Tropical species face high extinction risk
December 10, 2008
Tropical plant species face an inherently high extinction risk due to small populations and restricted ranges relative to temperate species, reports research published in PLoS ONE. These traits leave them vulnerable to habitat disturbance and climate change.
Analyzing databases for the number of plant species at risk in each country of the world as well as human factors including GDP, population density and deforestation, Jana Vamosi and Steven Vamosi found that human activity was not the primary cause of the increasing risk of extinction in the tropics.
Senecio keniodendron, endemic to Mount Kenya
“Our findings differ from previous ones in that factors tightly linked to human activity were not particularly important in determining how many plant species were threatened with extinction. Instead, the most important factor seemed to be simply latitude. So, extinction dynamics may be very different between plant and animal species.” said Steven Vamosi, a biologist at the University of Calgary. “Plant species near the equator may persist at naturally low population sizes or have small ranges, making them intrinsically more susceptible to a given amount of disturbance.”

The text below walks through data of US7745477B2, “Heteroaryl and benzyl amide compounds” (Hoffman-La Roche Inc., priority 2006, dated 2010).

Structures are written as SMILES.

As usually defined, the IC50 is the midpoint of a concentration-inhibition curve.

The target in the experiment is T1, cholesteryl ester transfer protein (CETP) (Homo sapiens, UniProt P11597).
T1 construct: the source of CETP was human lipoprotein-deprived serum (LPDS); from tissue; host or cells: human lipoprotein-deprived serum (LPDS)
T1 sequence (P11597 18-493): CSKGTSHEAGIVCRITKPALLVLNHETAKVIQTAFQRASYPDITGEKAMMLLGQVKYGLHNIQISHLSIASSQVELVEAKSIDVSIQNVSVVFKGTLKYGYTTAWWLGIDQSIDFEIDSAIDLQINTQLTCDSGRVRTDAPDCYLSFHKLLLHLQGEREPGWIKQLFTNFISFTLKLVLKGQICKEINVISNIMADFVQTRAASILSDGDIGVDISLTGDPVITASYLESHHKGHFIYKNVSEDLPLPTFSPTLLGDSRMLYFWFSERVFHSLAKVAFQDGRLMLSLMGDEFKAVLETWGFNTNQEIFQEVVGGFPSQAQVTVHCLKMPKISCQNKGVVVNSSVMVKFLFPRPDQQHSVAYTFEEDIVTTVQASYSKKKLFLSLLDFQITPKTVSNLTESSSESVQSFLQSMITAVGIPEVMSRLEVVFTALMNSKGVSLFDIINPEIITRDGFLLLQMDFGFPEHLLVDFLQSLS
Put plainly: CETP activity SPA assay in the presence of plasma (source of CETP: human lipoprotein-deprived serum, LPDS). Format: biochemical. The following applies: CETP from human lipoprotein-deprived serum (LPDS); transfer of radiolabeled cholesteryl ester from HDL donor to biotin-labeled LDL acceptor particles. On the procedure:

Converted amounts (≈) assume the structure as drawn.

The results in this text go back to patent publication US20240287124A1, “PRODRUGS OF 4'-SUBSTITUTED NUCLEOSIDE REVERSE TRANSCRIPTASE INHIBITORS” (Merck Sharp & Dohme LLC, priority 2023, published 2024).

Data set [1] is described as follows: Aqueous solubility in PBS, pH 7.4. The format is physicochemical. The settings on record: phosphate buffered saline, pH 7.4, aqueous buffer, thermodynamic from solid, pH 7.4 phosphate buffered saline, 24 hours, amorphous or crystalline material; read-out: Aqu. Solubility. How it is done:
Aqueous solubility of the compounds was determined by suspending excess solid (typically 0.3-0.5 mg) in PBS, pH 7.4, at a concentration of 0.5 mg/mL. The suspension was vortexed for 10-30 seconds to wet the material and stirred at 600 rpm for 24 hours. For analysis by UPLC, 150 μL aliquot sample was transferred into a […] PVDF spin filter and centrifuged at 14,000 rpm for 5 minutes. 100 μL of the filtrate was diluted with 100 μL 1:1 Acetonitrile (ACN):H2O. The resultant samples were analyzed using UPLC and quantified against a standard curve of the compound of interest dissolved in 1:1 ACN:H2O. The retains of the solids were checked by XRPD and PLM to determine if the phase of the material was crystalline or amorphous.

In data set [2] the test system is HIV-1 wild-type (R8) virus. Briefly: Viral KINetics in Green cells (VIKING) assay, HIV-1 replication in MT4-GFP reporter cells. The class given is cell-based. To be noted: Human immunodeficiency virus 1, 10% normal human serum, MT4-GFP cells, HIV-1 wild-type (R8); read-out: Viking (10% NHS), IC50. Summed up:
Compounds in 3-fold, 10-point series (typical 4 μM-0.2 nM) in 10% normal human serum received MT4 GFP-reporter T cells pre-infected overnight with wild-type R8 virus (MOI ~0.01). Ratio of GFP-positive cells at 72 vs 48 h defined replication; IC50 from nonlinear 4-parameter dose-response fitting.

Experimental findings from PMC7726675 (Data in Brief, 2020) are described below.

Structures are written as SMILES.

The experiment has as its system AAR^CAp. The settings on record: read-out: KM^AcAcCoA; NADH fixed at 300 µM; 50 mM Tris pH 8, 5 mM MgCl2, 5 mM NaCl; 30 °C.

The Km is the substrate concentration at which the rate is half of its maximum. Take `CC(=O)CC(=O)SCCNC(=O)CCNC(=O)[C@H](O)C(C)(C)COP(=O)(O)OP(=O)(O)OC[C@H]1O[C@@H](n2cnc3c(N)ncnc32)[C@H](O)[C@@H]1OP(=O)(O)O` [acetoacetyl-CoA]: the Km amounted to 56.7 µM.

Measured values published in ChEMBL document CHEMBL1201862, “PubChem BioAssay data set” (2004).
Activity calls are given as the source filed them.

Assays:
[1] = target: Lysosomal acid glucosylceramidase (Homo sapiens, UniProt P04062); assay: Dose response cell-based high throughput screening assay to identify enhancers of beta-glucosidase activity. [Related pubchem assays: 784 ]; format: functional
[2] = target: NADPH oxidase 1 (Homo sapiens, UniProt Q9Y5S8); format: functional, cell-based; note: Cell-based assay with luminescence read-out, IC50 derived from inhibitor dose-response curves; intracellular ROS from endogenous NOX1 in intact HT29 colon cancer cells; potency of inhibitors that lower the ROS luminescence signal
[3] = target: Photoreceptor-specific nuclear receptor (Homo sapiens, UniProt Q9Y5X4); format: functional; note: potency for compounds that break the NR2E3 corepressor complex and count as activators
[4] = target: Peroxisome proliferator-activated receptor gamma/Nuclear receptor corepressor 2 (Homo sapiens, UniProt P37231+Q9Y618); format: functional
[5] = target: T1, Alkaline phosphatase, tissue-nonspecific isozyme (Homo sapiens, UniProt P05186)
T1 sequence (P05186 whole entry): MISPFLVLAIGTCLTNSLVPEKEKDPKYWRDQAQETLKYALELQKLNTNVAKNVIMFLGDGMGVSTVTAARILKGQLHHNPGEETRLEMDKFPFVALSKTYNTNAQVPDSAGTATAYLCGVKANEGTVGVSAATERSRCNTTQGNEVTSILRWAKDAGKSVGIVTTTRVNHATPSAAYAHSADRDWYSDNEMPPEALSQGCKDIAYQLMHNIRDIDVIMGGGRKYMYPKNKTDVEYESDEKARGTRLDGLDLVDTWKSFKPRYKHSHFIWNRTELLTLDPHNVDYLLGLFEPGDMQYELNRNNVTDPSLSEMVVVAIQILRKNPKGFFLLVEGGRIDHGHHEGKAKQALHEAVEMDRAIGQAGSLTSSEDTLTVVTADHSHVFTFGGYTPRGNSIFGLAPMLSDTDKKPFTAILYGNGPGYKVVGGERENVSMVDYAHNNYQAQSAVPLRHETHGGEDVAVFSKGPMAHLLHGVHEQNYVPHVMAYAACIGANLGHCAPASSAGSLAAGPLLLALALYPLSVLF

“This is not to say that human activities are not underlying contemporary risk of extinction; instead, it implies that plant species in a tropical country will, on average, be more sensitive to a given amount of human disturbance than those in a temperate country,” he added.
Vamosi says that 20 to 45 per cent of species in the tropics are at risk. The tropics hold 60 percent of Earth’s plant species despite making up only 12 percent of its land mass.
Jana Vamosi and Steven Vamosi (2008). Extinction Risk Escalates in the Tropics. PLoS ONE.
Rainforest biodiversity at risk from global warming October 9, 2008
Climbing temperatures may doom many tropical species to extinction if they are unable to migrate to higher elevations or cooler latitudes, report researchers writing in Science.
Tropical species may be particularly vulnerable to global warming due to their limited ability to adjust to high temperatures, warn scientists writing in the journal Science.